Political Notebook


To Rules Committee go unloved bills to die

Senate President Pro Tem David Long, R-Fort Wayne, has used the Rules Committee liberally this year to kill off bad legislation.

He has assigned more than 20 bills there – plus dozens of other bills that will never get a hearing – on topics as varied as class basketball, guns on campus and the Lord’s Prayer.

Long said “some of these bills just aren’t reasonable.” Or they are blatantly unconstitutional.

For instance, Senate Bill 230. This measure would provide that any federal act, order, law, rule, regulation, or statute found by the General Assembly to be inconsistent with the power granted to the federal government in the Constitution of the United States would be void in Indiana.

It specifically voids the federal health care act and would make it a felony to enforce any provision of the law in Indiana.

Long said legislators promise to uphold the federal and state constitutions and can’t pass unconstitutional legislation like this. He said the U.S. Supreme Court upheld the majority of the health care law.

“It’s my responsibility to take the heat. It comes with the job,” he said.

The Tenth Amendment Center has attacked Long for blocking Senate Bill 230.

“Hey, Dave! Joe Biden is on the phone. He wants to thank you on behalf of President Obama for your support,” Tenth Amendment Center Executive Director Michael Boldin said. “Maybe Long should consider switching parties.”

Boldin said “this is not Long’s personal fiefdom” and he should allow the bill a hearing and vote.

“For one man to block a popular bill because he either doesn’t want to stick his neck out and oppose D.C., or he actually stands on Obama’s side, is unacceptable.”

Long said he understands the frustration but he can’t advocate unconstitutional legislation. He said he sent more bills to the Rules Committee this year partly because of the 621 bills filed – the second-highest ever. But he also said some senators file a bill strictly to make a statement and never expect it to get a hearing.

GOP House Speaker Brian Bosma said fewer of these “statement” bills are filed in his chamber because lawmakers there have a 10-bill limit in the long session. There are no such limits in the Senate.

A desk with history

Sen. Joe Donnelly, D-Ind., took Richard Lugar’s seat in the Senate this year. Now Donnelly is taking Lugar’s desk as well.

Donnelly’s Facebook page states that he “received a piece of Senate history when he was told his desk once belonged to Senators Edward Kennedy, Charles Goodell, Vance Hartke, and Richard Lugar. Joe is looking forward to continuing their efforts to find common sense solutions in a bipartisan way.”

The social media posting drew responses from 173 people who “like” it.

Donnelly’s staff later said in an email that his desk – No. 98 in the chamber – had been occupied by six Republicans and four Democrats before Donnelly got it. Others who have sat at it included South Carolina Democrat Ernest Hollings and Kansas Republican Nancy Kassebaum. The current numbering system began in 1957, according to the Senate’s website.

Ben Ray, Donnelly’s press secretary, said past senators, including Lugar, have signed their names inside the desk drawers according to Senate tradition.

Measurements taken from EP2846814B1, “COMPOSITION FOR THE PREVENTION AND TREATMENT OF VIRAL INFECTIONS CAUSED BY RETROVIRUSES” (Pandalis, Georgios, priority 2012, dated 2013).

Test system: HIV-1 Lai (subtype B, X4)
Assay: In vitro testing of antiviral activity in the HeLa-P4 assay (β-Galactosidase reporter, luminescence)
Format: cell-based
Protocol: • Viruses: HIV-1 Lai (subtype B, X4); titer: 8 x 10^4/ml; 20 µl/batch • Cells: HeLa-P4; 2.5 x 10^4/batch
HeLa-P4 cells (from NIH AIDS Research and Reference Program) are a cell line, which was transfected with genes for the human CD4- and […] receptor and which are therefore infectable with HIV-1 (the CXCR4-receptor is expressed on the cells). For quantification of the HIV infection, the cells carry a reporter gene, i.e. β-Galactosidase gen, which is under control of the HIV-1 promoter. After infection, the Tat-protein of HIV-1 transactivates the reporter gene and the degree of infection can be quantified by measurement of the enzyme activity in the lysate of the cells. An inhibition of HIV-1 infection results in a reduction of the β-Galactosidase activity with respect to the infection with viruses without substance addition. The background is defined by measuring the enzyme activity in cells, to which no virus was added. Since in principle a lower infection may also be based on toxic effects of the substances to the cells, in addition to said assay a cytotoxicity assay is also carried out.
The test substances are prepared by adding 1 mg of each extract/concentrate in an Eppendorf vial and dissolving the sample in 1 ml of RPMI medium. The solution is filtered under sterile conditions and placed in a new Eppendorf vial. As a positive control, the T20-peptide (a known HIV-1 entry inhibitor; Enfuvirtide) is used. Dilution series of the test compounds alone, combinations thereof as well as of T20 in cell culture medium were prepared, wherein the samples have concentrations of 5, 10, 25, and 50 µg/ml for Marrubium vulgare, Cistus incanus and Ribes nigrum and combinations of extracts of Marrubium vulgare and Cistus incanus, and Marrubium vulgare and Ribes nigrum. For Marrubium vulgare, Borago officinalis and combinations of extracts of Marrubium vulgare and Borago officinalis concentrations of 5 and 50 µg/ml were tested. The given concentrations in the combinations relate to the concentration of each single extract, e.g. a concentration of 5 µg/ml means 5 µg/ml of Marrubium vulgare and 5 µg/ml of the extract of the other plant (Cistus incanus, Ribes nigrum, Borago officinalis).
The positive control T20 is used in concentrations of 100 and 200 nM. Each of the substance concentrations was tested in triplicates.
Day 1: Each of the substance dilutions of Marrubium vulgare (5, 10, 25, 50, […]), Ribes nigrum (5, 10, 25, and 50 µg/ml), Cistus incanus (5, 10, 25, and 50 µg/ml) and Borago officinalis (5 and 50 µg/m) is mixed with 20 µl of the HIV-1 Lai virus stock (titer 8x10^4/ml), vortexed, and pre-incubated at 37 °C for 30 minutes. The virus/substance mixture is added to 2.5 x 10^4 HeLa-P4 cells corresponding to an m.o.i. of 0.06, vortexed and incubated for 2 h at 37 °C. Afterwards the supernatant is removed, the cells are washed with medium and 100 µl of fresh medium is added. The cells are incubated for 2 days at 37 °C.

Lugar, who served 36 years in the chamber, lost the GOP nomination last spring to state Treasurer Richard Mourdock, whom Donnelly, then a member of the House, defeated in November.

Zody support

Several Democratic leaders in Indiana are supporting John Zody as the party’s next state chairman.

Sen. Joe Donnelly, D-Ind., former Gov. Joe Kernan, Reps. Pete Visclosky, D-1st, and André Carson, D-7th, and former Lt. Gov. Kathy Davis all endorsed Zody in statements issued Thursday by Donnelly’s campaign website.

Zody, Midwest political director for President Obama’s re-election campaign, has worked for Kernan, the late Gov. Frank O’Bannon and former U.S. Rep. Baron Hill. He teaches political science at Indiana University Bloomington.

Democratic Chairman Dan Parker is leaving after eight years in the post. The Democratic State Central Committee will choose his successor March 16.

Other possible candidates mentioned in news reports include former state Sen. Vi Simpson of Bloomington, the Democratic nominee for lieutenant governor last year, and Indianapolis architect Jim Schellinger, who sought the Democratic nomination for governor in 2008.

Stutzman in top tier

Rep. Marlin Stutzman, R-3rd, was the most conservative member of Indiana’s delegation in the last session of Congress in the eyes of Heritage Action for America.

Heritage Action has named Stutzman one of 29 “sentinels” of the 112th Congress. Those lawmakers scored 90 percent or higher on the conservative policy group’s legislative scorecard.

“Not only did they advance the conservative cause, but they also held back the incessant tide of tax increases, out-of-control spending, and harmful policies that breed dependency on government,” Heritage Action CEO Michael Needham said in a statement.

Based in Washington, Heritage Action is a sister organization to the Heritage Foundation, a conservative think tank.

Stutzman scored 90 percent and was the only Hoosier on the list of sentinels.

Top scores were 99 percent for former Sen. Jim DeMint of South Carolina and Sen. Mike Lee of Utah. DeMint is now president of the Heritage Foundation.

Former Republican Rep. Mike Pence – now Indiana’s governor – scored 80 percent; Sen. Dan Coats, R-Ind., scored 78 percent; and former Democratic Rep. Joe Donnelly – now a senator – scored 23 percent.

Among votes that lawmakers were rated on were bills to repeal the health care law, cut spending, increase the national debt limit and deny federal funds for Planned Parenthood.

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